- The location of retirement housing is often away from local amenities leading to isolation and segregation (children today have a 5% chance of someone 65-plus living in their area, compared with 15% in 1991).
As well as exploring our respondents’ views on the current provision of retirement accommodation in the UK, we also wanted to know exactly what they wanted. As anticipated they had high expectations for the type of accommodation – generous rooms, outside space, 24-hour security, and onsite facilities such as swimming pools, gyms and restaurants, amongst other ‘must haves’. It was also clear that location was very important. They don’t want to live in isolated retirement ‘ghettos’ away from local amenities, cultural venues, transport links, and friends and family. Instead they want to be in the heart of their community, close to town or village centres with easy access to everything the locality has on offer. This presents a challenge for developers, planners and operators alike – where to site this new generation of retirement housing? With high demand for premium sites it’s not an insignificant challenge; but recent legislation including the 2014 Care Act and 2017 Neighbourhood Planning Act puts more onus on local authorities to make provision for retirement housing. In our experience the most appropriate sites are surplus properties or land, brownfield sites or form part of a new multiuse development.
Surplus properties and land
With many buildings lying empty, both in public and private ownership, it is a logical step to build new retirement developments on this land. Examples of the type of site that makes an excellent location for retirement accommodation include: disused office buildings, pubs, surplus car parks, police and fire stations, private sports grounds, and even care homes.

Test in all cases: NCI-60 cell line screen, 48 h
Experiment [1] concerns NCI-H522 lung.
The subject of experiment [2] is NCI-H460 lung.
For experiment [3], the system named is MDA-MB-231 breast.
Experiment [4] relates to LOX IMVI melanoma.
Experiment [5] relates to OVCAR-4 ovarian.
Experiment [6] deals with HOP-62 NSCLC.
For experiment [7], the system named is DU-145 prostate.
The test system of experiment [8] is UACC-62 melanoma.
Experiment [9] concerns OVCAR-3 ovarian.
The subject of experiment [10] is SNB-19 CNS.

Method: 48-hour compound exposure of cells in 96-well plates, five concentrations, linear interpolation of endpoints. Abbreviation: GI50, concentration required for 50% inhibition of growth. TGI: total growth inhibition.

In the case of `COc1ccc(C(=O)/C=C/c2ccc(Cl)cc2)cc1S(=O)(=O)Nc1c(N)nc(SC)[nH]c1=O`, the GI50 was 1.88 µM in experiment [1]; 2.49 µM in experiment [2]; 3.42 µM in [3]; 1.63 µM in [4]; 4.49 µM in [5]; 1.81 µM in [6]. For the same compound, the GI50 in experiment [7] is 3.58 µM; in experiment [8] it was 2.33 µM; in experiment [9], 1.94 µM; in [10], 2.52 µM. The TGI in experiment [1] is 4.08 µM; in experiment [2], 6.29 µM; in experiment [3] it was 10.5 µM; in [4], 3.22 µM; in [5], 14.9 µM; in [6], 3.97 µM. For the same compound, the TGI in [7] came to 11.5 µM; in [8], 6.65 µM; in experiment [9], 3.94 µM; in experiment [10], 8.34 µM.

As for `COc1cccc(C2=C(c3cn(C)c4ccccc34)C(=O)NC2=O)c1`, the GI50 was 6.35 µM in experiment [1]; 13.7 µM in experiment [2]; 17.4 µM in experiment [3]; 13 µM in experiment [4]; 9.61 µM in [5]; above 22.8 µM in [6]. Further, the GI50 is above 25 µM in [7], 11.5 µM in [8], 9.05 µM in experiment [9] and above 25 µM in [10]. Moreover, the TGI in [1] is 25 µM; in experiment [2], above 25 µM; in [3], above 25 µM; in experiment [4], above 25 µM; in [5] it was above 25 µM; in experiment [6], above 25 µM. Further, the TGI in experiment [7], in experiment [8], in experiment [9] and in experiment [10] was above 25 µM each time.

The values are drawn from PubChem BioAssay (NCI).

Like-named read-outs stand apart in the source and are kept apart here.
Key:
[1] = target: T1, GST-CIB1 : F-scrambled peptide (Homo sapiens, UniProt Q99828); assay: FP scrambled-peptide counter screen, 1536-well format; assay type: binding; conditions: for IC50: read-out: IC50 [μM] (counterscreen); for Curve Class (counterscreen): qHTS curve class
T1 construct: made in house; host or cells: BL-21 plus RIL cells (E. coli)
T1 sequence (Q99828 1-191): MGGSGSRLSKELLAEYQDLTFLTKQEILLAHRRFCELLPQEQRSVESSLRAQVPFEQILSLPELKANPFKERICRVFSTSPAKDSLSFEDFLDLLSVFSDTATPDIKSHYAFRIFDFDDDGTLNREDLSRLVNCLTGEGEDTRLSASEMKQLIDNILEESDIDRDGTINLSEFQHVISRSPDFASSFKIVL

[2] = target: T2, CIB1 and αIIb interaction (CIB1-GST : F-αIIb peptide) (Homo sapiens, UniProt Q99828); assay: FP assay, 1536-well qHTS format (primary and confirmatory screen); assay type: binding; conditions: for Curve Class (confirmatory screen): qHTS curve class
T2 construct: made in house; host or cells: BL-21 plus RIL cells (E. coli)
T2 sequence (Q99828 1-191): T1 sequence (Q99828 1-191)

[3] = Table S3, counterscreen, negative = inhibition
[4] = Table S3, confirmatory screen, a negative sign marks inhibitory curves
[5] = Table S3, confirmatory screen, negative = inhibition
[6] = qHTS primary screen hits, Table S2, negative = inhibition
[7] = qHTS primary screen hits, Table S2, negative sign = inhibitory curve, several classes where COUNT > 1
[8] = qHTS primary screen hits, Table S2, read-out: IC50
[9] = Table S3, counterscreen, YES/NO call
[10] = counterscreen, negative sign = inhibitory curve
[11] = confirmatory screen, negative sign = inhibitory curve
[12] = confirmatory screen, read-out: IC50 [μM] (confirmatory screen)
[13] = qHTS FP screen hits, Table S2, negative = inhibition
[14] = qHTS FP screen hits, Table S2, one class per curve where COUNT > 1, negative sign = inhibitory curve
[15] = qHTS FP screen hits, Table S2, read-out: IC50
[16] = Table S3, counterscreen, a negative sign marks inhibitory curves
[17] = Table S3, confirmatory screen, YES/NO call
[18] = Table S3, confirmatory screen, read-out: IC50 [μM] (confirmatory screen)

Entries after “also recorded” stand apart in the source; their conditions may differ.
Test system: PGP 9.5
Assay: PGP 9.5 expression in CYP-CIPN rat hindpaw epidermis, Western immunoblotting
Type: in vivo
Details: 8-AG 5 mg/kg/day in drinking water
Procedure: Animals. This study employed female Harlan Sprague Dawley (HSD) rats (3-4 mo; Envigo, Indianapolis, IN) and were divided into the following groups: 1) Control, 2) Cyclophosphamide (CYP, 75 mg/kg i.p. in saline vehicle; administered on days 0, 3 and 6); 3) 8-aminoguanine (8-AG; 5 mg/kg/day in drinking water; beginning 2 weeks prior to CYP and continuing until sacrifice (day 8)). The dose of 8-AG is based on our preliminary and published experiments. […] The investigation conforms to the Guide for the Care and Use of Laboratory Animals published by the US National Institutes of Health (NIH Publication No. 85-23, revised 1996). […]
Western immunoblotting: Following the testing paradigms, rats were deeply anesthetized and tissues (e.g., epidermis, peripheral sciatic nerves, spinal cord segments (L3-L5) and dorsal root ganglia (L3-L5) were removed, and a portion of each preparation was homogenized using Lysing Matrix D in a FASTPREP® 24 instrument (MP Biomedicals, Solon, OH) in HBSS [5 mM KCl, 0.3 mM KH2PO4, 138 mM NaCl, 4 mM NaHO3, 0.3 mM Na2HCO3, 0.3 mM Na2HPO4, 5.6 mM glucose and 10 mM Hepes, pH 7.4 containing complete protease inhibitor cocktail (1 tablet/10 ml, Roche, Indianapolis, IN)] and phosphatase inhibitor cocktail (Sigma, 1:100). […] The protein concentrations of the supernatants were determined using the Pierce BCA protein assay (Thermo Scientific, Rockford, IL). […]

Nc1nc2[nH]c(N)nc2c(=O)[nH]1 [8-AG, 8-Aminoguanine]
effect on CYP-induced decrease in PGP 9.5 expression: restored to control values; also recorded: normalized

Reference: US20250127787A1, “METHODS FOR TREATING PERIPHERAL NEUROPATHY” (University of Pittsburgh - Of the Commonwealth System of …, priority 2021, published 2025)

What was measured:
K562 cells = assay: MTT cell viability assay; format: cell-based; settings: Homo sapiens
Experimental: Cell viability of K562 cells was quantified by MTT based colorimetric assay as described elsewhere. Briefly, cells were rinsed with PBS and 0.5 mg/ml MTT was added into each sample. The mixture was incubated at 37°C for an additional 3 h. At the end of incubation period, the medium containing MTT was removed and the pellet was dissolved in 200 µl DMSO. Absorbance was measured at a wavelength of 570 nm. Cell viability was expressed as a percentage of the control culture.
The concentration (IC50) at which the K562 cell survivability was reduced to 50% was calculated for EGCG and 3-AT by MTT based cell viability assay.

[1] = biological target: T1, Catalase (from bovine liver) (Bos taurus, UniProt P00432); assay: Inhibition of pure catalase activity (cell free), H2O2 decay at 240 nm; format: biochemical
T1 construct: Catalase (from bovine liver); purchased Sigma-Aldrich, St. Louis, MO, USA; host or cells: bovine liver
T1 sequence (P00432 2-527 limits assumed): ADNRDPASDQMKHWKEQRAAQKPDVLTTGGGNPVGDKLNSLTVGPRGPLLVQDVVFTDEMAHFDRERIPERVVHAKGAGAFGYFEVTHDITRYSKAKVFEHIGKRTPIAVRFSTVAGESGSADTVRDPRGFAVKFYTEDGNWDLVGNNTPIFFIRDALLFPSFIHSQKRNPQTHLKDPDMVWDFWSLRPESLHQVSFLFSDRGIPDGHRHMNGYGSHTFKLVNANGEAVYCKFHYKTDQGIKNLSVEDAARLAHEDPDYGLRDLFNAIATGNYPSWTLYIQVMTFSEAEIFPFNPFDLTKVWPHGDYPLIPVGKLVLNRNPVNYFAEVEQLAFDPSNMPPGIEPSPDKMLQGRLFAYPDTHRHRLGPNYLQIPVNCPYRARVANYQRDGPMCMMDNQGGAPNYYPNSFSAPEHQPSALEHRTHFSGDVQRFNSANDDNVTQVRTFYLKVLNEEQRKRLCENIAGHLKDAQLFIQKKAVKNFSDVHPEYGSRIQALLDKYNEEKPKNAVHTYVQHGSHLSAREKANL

While brownfield sites have inherited challenges such as contamination, the investment opportunity presented by developing retirement housing on these sites surmounts many of the obstacles to development. Local authorities are also supportive of efforts to bring brownfield sites back into use; revitalising often rundown areas and reducing planning pressures on more sensitive greenfield sites.
The Platinum Generation’s desire to be part of the local community, and to not be isolated and living in retirement ‘ghettos’, the opportunity to provide some small-scale schemes within multiuse developments. The provision of retirement housing within other developments will, in many cases, assume some of the responsibilities of the local authority to meet housing need for older people in their areas. Octopus Healthcare is working in partnership with landowners, developers, local authorities and operators to identify suitable sites and invest in the booming retirement market.
If you would like a copy of our report Housing Futures: The Platinum Generation, or to request a copy of our forthcoming whitepaper exploring the future of UK retirement accommodation contact Mark Davis at firstname.lastname@example.org.